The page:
Adam Ryder was born and raised in the Washington D.C metropolitan area and lives in Brooklyn, NY. He is a graduate of the School of Visual Arts’ MFA program in Photography, Video and Related Media and studied art history and studio arts at Clark University. Ryder’s photographic work has been exhibited nationally and internationally in group and two-person shows and he is represented by Uprise Art.
Ryder has been the recipient of an individual artist grant from the Rhode Island State Council on the Arts, an artist residency at the Center for Land Use Interpretation in Utah and a gallery fellowship from Hamiltonian Gallery in Washington, D.C. His work has spanned traditional photographic methodologies and has variously explored the interrelationships between architectural praxis and science fiction set design, archival fictions and contrived classical cults of power.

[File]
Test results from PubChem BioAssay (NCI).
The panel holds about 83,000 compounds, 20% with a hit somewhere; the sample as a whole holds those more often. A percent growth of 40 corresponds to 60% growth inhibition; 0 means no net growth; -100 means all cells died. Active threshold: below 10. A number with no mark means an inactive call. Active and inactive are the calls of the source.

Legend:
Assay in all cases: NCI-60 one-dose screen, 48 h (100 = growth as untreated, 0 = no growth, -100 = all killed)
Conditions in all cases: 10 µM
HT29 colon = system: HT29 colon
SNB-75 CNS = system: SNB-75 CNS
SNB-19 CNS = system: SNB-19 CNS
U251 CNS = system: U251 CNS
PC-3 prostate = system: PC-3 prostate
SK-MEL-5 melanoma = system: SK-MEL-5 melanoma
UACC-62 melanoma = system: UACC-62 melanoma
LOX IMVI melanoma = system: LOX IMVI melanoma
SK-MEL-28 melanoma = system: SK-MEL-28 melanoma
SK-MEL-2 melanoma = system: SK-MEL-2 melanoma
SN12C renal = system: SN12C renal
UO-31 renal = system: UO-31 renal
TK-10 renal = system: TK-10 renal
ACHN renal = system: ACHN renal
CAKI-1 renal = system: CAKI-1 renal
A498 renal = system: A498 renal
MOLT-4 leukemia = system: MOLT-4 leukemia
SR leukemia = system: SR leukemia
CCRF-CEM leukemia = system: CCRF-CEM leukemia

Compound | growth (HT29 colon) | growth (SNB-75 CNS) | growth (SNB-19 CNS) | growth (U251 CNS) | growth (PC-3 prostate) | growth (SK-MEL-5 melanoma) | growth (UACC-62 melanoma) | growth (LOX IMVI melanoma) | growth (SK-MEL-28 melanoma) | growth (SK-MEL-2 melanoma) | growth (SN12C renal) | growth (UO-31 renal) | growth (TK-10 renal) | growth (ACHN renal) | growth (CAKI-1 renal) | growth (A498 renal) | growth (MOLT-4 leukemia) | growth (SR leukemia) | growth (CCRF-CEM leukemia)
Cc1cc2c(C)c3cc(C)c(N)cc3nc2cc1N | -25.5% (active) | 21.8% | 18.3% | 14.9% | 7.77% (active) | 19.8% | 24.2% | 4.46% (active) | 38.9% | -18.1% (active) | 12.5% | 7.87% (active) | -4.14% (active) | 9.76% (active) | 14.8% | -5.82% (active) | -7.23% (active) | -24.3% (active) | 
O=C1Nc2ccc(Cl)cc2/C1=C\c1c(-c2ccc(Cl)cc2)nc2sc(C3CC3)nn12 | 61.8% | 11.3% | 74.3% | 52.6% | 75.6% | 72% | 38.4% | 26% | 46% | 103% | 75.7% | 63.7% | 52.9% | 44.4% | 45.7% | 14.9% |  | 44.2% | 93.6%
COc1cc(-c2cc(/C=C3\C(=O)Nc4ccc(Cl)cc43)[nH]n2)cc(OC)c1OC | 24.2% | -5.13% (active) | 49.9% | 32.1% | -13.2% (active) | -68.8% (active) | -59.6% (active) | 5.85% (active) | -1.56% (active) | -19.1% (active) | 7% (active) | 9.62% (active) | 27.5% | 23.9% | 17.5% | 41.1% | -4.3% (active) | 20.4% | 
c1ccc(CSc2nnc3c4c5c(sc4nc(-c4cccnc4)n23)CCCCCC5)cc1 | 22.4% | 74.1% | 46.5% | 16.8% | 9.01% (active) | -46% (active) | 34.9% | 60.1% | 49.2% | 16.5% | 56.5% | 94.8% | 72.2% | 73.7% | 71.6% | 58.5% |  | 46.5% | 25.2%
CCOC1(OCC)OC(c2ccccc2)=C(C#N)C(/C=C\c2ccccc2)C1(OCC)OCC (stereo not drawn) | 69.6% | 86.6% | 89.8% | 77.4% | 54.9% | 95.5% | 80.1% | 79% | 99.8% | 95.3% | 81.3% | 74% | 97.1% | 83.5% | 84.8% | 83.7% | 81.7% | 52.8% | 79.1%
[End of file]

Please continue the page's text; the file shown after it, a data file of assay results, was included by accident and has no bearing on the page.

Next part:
He’s the author of Selections from the Joint Photographic Survey a photobook published by Conveyor Editions (2016) and winner of PDN’s 2017 Photo Annual photobook award. The book is predicated on the discovery of lost archives from an archeological expedition authored by a colonial entity operating in the Southern Levant in the early twentieth century. Ryder chronicles the story of this collective endeavor through carefully constructed black and white images, original text, and calculated slippages that challenge the authority of colonial values, the historical archive, and the photography itself.
Ryder has also co-curated photographic and new media exhibitions, including “Social Media” with Pace Gallery and at NutureArt in Brooklyn as part of the curatorial collective Rational Formal. He’s been a contributing writer for several publications, including Photograph, Popular Photography and American Photo, where he interviewed artists, reviewed exhibitions and covered cultural and technological trends in lens-based media.
Ryder has taught at the Community College of Rhode Island, The New York City College of Technology and has served as a thesis advisor for the MPS program in Digital Photography at the School of Visual Arts.